had been used to entertaining with a
lavish hospitality did not know how to
make every economy tell, and so that
was a failure. First one thing and
then another she tried. Everything
was a failure, and then she lost cour
age and threw down her arms, a poor
little vanquished warrior in the battle
"Then she drifted to this city, found
a poor room, and has lived-if anyone
may call such existence living-by
selling or pawning the remnants she
had left of the finery of other days,
"Yesterday I was on the street, and
in crossing a crowded corner I was so
jostled against a poor woman who
clutched in her hand a piece of money
that it fell on tho pavement and rolled
under the feet of the passers-by. I
stooped to pick it up, and when I put
it in her hand I looked straight in the
eyes of Alicia.
" 'Jack!" she said, faintly, and I an
We could not speak there, and I al
most lifted her in a cab that was
standing by the curb, and by and by
she told me what I have been telling
you. She was half starved, friendless
and homeless and cold, and she told
me with a little smile more pitiful
than any tears could have been, that
she had determined to end a life that
had in it nothing but sorrow and want
"For me," said the colonel, softly,
"there has never been but one woman
in the world. I gave her my whole
love when my heart was young, and it
has never faltered, jSo I asked her
there, in her poor room, to bo my
wife, as I had asked her years before,
and when she pointed to her poor
withered face and spoke of the yertVBOf
s mlutlutoo now."
sorrow alie had caused me she would
have,knelt at my feet.
" 'Brow could I have ever slighted
such love/ she wept; "how could I
how could I!'
v '-|."We are going to be married to
morrow," said the colonel, "and I am
going to take 'ier back to Kentucky
for a while, back to where the blue
grass will be soft about her poor feet
that have wandered homeless through
the -city. My God, men, think how
.hjjrd the streets of a city are to a
homeless woman! Back to where the
.eyes that have been seared looking
into the hard face of poverty shall see
nothing but the pitying smile of na
ture; back to peace and quiet and rest,
where she will forget the world, and
maybe there I shall win the love I
missed so many years ago."
? ? reached out in silence and. took
-s&gfc-c?kt? al '?r --hfontfe - a,u<3 "Alairo.r lit~vgv -
Tnalfch, and all at once the room flamed
into sudden brilliance:'
."And now," said the' colonel, "give
me a Christmas toast before you go.
'My Old Kentucky Home,' God bless
it. Standing, please!"
Even Christmas Had X? Terrors.
And it came to pass that the Meek
Eyed Youth looked upon the Glorious
Gild while her cheeks were red, and
he spake unto her, saying:. "Fairest
creature upon earth, wilt thou be my
And the Glorious Girl made swift
answer, saying:^"Not, O Reginald!
not until you have given mo positive
proof that you love me."
And the face of the Glorious Girl was
even as the wild lily of the untrodden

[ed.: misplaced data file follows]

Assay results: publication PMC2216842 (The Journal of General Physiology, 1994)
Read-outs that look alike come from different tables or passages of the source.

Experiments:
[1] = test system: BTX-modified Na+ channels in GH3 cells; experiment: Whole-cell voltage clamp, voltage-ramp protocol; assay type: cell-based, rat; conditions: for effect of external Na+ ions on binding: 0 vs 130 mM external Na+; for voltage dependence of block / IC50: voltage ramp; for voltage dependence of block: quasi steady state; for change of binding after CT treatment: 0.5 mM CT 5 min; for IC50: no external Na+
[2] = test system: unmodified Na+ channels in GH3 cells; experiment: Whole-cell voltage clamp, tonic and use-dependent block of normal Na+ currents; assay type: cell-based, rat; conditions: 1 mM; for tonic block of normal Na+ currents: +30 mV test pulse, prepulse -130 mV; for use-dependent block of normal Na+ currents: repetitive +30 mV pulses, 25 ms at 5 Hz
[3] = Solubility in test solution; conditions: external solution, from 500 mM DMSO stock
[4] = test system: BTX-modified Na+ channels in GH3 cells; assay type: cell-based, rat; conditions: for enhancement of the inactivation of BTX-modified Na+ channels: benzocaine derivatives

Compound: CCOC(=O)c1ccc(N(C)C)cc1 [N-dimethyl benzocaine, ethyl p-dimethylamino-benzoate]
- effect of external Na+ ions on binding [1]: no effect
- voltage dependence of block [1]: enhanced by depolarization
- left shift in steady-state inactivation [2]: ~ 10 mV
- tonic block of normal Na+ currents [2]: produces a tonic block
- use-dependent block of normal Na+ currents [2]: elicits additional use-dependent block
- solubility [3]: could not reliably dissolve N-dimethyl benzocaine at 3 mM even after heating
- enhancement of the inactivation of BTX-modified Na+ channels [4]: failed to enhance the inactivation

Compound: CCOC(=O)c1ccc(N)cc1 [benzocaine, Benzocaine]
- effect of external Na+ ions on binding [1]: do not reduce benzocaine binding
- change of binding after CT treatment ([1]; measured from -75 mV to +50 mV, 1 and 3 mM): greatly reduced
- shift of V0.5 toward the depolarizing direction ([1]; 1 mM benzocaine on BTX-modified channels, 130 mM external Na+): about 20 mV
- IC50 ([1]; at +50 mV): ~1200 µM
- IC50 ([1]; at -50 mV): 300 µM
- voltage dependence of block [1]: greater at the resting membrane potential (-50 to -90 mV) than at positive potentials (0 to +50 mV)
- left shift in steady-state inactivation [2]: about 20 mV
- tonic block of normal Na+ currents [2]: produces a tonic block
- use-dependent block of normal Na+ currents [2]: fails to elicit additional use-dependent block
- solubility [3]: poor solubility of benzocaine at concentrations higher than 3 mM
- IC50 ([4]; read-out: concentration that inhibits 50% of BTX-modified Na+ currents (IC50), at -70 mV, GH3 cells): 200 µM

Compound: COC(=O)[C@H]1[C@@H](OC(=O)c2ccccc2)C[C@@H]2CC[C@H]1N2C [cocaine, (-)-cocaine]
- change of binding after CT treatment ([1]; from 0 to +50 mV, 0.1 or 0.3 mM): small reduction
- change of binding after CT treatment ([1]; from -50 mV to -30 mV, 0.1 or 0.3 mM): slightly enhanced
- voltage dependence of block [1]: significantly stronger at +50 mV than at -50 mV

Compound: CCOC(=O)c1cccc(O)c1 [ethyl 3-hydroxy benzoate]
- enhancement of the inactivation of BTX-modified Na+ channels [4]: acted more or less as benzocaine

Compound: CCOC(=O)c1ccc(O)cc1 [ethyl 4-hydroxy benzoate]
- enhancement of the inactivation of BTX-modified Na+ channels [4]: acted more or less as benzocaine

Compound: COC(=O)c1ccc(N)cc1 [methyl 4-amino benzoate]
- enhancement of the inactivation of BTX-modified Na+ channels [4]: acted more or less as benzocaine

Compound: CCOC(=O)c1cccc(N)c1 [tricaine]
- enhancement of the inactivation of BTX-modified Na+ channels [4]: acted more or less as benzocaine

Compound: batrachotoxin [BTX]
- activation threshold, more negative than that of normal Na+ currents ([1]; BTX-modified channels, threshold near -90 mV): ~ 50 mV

forest for coyness, but her voice was
like unto tho tax collector's for firm
And the Meek-Eyed Youth looked
him far away into the henceforth, for
a great fear was with him. and in his
wailing woe he was fain to end it all.
And it came to pass that in that
darkest moment a great light dawned
upon him, and he spake unto the
Glorious Girl, saying: "Lerc, perad
venture, thou misunderstandst me,
again do I say, be my beauteous bride.
As for proof that I love thee, fair one,
let me draw your attention to the fact
chat Christmas is scarce four weeks
hence-dost want more proof?"
And straightway the Glorious Girl
nestled close to his more or less manly
breast, and even ns she nestled she
spake, saying: "Thou art indeed brave.
Most men would have waited till after
Christmas; but you-ouch! You
mustn't muss my hair, dear!"-Balti
A Chance in tho Date.
Dillingham-"I think Christmas
ought to be held on the twenty-sixth
Dillingham-"Because now that it
is held on the twenty-fifth the twenty
sixth finds people about tired to
WATCHING FOR SANTA CLAUS.
The children He In tho lire-glow warm.
Watching for Santa, and wishing so hard,
With bright heads resting on each little
And eyes ashine in a fixed regard
Oh, no! they're not a blt sleepy nt all,
As they watch and wait for Santa Claus'
But Santa knows they aro watching for
So he laughs to himself, and slyly waits
Till their eyollds droop, and Sleep takes
Off into Dreamland, and locks his gates,
And leaves thom in charge of the fairy
Who leads them out in tho morning light..
Now Santa Claus comes to tho little black
Of stockings that hang in tho chimney
And isn't it funny that ho should know
Which wants a doll, skates, sled or book?
Then his lightened pack to his shoulder
And off again as tho wild wind sings.
When the stars aro gone, and the sun peeps
Thero ls heard tho patter of little foot;
Tho children rush in with a joyous shout
Tho stockings aro emptied-Oh, bright
Are tho happv faces and voleos gay
And hearts ini?lo merry on Christmas Day:
.Phe Puritans Would Not Hear of Plum
The plum pudding that years of use
had made sacred to Christmas, was a
sweet morsel dear to epicurean mem
ory, hui never to be mentioned in a
community where a Puritanic rage
awakened at the mere mention of any
thing connected with that "impious